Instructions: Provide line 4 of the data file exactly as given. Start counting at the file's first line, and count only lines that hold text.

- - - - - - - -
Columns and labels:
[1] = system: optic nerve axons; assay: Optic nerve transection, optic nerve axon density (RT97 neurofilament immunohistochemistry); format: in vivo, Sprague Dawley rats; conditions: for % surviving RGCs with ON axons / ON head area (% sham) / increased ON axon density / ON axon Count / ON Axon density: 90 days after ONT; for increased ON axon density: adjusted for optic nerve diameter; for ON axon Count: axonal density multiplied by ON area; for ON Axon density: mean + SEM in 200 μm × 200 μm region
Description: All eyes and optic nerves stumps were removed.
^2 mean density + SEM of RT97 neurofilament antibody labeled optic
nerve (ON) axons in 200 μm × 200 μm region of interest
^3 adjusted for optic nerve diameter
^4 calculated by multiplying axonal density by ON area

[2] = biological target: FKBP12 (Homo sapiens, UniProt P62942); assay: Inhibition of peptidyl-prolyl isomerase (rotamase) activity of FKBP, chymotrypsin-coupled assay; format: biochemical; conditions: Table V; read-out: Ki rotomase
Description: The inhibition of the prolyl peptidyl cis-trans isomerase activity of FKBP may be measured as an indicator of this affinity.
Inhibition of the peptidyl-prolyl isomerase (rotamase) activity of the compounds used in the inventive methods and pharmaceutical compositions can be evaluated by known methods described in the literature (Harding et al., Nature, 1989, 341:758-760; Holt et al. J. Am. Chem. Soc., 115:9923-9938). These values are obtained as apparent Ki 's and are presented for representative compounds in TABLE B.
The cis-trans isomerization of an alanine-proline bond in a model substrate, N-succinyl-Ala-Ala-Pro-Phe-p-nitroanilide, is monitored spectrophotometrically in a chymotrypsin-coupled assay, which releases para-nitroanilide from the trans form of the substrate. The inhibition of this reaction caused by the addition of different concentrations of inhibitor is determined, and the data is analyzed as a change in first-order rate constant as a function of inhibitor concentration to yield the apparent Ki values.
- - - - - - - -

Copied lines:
^2 mean density + SEM of RT97 neurofilament antibody labeled optic